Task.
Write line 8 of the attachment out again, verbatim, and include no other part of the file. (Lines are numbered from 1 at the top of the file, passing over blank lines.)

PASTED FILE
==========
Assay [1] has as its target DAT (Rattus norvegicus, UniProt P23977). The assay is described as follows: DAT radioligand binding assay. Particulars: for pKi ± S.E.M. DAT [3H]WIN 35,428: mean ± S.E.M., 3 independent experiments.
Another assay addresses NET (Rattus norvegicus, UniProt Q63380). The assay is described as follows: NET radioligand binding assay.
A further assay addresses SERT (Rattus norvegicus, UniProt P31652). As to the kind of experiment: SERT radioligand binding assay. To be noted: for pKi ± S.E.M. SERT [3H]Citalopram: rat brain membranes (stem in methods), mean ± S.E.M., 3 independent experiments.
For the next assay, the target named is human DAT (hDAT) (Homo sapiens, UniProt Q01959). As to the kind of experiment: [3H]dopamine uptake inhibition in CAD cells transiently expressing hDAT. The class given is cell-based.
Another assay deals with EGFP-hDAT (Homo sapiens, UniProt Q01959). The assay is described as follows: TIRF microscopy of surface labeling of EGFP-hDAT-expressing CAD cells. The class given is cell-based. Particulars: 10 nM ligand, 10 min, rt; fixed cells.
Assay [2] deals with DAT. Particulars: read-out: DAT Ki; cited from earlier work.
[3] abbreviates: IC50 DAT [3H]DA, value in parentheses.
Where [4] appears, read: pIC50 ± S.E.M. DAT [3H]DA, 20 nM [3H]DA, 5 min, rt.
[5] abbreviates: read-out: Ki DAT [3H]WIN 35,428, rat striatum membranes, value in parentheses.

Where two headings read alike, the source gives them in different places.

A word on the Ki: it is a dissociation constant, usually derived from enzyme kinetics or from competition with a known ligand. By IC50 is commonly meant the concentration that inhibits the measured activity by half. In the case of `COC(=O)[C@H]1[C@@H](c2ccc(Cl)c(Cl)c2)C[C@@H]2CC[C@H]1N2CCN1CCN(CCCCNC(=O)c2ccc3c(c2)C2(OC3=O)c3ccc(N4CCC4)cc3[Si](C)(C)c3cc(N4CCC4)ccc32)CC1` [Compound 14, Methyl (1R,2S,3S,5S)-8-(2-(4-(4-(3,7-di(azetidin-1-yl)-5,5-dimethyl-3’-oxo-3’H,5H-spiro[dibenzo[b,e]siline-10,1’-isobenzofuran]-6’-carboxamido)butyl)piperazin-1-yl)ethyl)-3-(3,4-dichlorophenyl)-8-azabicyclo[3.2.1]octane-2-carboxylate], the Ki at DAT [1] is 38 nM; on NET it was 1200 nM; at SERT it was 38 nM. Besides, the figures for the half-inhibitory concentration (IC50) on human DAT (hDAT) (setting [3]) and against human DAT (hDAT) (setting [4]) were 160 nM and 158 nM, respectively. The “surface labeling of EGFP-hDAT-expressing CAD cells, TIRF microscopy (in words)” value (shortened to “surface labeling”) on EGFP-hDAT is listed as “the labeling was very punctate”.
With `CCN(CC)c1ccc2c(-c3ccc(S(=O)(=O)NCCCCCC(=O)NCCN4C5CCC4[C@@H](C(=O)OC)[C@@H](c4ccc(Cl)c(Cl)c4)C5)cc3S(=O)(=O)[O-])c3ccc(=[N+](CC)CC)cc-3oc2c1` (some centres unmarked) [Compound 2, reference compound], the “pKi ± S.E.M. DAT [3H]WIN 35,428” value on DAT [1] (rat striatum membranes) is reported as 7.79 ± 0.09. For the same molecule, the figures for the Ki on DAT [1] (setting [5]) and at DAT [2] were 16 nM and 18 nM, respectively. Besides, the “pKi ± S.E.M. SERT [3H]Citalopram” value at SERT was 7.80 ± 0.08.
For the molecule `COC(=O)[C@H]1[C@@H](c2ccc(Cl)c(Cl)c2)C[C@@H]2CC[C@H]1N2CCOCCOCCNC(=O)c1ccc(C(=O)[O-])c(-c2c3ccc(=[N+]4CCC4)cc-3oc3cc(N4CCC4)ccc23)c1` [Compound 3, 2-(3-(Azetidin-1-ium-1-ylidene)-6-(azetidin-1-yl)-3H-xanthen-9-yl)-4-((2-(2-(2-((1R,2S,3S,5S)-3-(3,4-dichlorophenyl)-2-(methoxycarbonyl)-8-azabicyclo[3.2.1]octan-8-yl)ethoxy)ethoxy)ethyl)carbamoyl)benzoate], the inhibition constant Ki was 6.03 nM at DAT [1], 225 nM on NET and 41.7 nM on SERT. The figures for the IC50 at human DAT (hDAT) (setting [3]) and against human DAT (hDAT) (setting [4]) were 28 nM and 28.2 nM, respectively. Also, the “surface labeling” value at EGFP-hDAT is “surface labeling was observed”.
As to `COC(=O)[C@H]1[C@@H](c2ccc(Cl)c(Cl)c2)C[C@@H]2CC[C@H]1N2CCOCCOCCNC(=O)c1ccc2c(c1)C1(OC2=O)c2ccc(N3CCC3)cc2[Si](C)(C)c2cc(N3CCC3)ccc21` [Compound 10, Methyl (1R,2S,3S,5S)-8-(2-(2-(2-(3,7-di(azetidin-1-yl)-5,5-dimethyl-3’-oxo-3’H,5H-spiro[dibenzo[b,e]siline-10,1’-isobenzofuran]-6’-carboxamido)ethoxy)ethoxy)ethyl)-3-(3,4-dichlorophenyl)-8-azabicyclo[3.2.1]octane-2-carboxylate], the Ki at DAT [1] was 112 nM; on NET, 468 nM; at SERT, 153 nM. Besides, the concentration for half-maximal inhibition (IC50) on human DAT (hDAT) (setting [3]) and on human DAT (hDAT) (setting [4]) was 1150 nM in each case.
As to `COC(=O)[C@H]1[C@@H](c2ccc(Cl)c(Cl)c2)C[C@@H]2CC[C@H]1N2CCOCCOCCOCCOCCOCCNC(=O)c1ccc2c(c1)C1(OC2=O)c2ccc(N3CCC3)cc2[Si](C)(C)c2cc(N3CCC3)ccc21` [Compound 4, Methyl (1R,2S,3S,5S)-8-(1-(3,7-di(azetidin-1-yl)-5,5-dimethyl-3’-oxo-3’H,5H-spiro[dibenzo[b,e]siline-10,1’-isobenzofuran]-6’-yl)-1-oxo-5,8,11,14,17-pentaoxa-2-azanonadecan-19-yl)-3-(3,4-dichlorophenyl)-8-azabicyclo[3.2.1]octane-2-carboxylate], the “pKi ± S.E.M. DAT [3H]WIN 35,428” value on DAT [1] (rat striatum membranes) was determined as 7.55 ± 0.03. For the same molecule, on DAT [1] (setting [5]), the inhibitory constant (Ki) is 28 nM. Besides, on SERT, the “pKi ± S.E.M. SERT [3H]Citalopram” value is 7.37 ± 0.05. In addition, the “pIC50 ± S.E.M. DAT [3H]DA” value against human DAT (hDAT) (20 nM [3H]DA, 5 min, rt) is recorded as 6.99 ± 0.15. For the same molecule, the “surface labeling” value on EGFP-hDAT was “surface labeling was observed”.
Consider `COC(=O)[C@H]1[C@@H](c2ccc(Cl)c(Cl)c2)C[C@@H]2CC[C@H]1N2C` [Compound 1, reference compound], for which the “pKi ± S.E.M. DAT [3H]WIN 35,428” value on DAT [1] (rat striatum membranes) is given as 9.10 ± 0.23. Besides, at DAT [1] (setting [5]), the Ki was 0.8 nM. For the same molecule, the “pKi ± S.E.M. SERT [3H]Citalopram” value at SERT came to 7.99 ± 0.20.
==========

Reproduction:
Where [4] appears, read: pIC50 ± S.E.M. DAT [3H]DA, 20 nM [3H]DA, 5 min, rt.